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Burner Design, Combustion Analysis and its Emissions

Banner Burner Design, Combustion Analysis and its Emissions

Combustion systems are key to the generation of hot gases, heating in ovens and power generation in thermoelectric plants. Due to its peculiarity, Brazil produces very heavy fuels, which are more viscous at room temperature than those existing in markets abroad. Another thing is that the use of natural gas is a trend, as it does not produce SOx or particulates, which is an advantage for the environment. Other fuels such as biomass and hydrogen are being studied as an alternative to fossil fuels. To a lesser extent, fuels such as coke and charcoal or mineral are still used in some specific industrial processes.

The burners can be quite simple, like a lance, but they can have their own cooling system to reduce the temperature especially in areas exposed to radiation from the boiler or furnace. These systems use gases, water vapor or stagnant air mattresses. Higher temperatures can cause fuel to crack and even clog or change the discharge area. The turbulent mixing rate of the fuel with the oxidizer is critical to the development of the flame, where chemical reactions are generally faster than the turbulent mixing rate. Therefore the turbulent mixture controls the shape and length of the flame in the combustion chamber.

The CFD modeling of burners and combustion chambers is quite challenging as it involves the simultaneous presence of flows in a transonic flow in the boom (Mach between 0.7 and 1) with a low subsonic flow (Mach much below 0, 3) in the chamber, boiler or oven. This requires a robust and precise tool like CFD++, which has the same set of equations in different regimes. In addition to these two regimes, there is also low Reynolds number flow near the walls, where heat and momentum transfer occurs. CFD++ can use wall functions (10<y+<300), with or without roughness, or solve the flow to the wall by going to the beginning of the viscous sublayer (y+<1).

Regarding chemical kinetics, experimental coefficients found in open literature can be used, or a chemical kinetics tool such as KinTech Lab can be used. In this case, the evolution of local temperatures and pressures are considered to find the coefficients of the equation of Arrhenius in order to generate the appearance or disappearance rates of chemical components. KinTech Lab can also be used to find the reduced chemical reaction mechanism, which allows for use in conjunction with CFD++. A complete methane burning engine might have more than 300 reactions, but a reduced engine might have a few dozen reactions. It all depends on what purpose of the chemical analysis. For each reaction, there is the addition of one more equation to be solved by CFD++.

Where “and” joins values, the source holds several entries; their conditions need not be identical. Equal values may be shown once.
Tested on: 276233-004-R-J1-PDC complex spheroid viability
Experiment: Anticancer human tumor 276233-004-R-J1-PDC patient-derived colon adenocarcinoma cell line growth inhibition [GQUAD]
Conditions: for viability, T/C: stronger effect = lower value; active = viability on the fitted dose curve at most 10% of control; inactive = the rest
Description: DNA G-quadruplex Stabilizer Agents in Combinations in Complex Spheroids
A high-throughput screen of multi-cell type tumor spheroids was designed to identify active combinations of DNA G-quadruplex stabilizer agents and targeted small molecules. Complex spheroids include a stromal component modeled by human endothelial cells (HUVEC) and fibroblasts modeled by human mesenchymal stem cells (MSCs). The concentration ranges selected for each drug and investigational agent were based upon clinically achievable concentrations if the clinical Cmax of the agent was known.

Studies and Analysis

ATS designed a burner for Vale’s pelletizing furnace in Vitória using the CFD++ tool. She considered a reduced chemical model to calculate thermal NOx emissions. This kinetic model was validated and compared with experimental data from the literature. Fifteen configurations and different strategies to reduce NOx emissions were studied for the flare design. From the simulations, a prototype was built based on the best configuration found with CFD++. A measuring easel was specified and constructed. Finally, a test is carried out to validate the results at the Vale Vitória plant.

For Braskem, Triunfo-RS, a vinyl-acetylene burner was designed to be installed in a tangential boiler that also burned oil and coal. Studies were carried out for the cooling of the burner and accurate calculation of the thermal load by radiation of the boiler, which required CFD++ analysis to calculate the form factors. Furthermore, ATS also studied the flow within the tangential boiler, with combustion, to represent the central fireball. The changes were implemented by Braskem and it was verified that the CFD++ forecasts were adequate and accurate.

Air quality analysis for large areas (~50km) is performed by AERMOD, a software created by the U.S. Environmental Protection Agency (US EPA) and widely accepted in Brazil. Its atmospheric emission modeling takes into account the industry’s pollutant flows, and if relevant, other emitting agents such as cars can also be allocated, it also takes into account the local relief, terrain and meteorological data recorded, these The last three are integrated by AERMET.
The simulation performed in AERMOD allows observing the places with the highest concentrations of pollutants over time (last years) and observing the local averages. With these data, it is possible to plan the best defined locations to perform the measurement of air quality in the communities surrounding the industry. It is also possible to observe how efficient a pollutant abatement mechanism is, if the expected result will be observed by the communities.

ATS has CTF/AIDA certificate and training to use AERMOD, AERMET and CALPUFF (~200km).

ATS carried out pollutant dispersion studies for the Viana and Linhares plants of TEVISA (Termelétrica Viana), in the State of Espírito Santo, and of Petrobras in the State of Rio de Janeiro. The report with the results was approved by Organs environmental agencies of each state.

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